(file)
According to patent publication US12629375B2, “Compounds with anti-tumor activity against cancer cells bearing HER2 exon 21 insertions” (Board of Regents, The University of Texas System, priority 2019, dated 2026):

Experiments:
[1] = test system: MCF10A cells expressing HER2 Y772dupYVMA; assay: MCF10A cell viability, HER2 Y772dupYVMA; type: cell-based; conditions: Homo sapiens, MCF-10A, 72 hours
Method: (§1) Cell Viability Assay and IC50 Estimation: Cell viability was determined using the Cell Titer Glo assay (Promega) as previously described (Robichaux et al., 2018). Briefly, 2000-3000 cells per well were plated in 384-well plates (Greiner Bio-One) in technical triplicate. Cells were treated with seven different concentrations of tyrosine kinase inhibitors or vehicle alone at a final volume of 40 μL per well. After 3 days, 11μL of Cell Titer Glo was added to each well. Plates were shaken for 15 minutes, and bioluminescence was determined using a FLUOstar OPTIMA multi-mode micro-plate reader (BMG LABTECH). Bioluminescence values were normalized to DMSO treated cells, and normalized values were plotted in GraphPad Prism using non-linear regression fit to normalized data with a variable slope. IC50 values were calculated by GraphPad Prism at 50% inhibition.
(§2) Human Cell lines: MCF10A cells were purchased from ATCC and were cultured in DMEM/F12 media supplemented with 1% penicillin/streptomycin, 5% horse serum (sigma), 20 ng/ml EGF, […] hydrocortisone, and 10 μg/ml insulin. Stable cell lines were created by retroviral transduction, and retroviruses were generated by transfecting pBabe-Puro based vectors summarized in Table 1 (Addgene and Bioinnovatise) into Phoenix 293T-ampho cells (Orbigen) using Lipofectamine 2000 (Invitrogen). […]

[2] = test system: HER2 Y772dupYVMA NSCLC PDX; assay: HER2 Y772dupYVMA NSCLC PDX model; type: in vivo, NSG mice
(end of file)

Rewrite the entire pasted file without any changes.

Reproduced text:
According to patent publication US12629375B2, “Compounds with anti-tumor activity against cancer cells bearing HER2 exon 21 insertions” (Board of Regents, The University of Texas System, priority 2019, dated 2026):

Experiments:
[1] = test system: MCF10A cells expressing HER2 Y772dupYVMA; assay: MCF10A cell viability, HER2 Y772dupYVMA; type: cell-based; conditions: Homo sapiens, MCF-10A, 72 hours
Method: (§1) Cell Viability Assay and IC50 Estimation: Cell viability was determined using the Cell Titer Glo assay (Promega) as previously described (Robichaux et al., 2018). Briefly, 2000-3000 cells per well were plated in 384-well plates (Greiner Bio-One) in technical triplicate. Cells were treated with seven different concentrations of tyrosine kinase inhibitors or vehicle alone at a final volume of 40 μL per well. After 3 days, 11μL of Cell Titer Glo was added to each well. Plates were shaken for 15 minutes, and bioluminescence was determined using a FLUOstar OPTIMA multi-mode micro-plate reader (BMG LABTECH). Bioluminescence values were normalized to DMSO treated cells, and normalized values were plotted in GraphPad Prism using non-linear regression fit to normalized data with a variable slope. IC50 values were calculated by GraphPad Prism at 50% inhibition.
(§2) Human Cell lines: MCF10A cells were purchased from ATCC and were cultured in DMEM/F12 media supplemented with 1% penicillin/streptomycin, 5% horse serum (sigma), 20 ng/ml EGF, […] hydrocortisone, and 10 μg/ml insulin. Stable cell lines were created by retroviral transduction, and retroviruses were generated by transfecting pBabe-Puro based vectors summarized in Table 1 (Addgene and Bioinnovatise) into Phoenix 293T-ampho cells (Orbigen) using Lipofectamine 2000 (Invitrogen). […]

[2] = test system: HER2 Y772dupYVMA NSCLC PDX; assay: HER2 Y772dupYVMA NSCLC PDX model; type: in vivo, NSG mice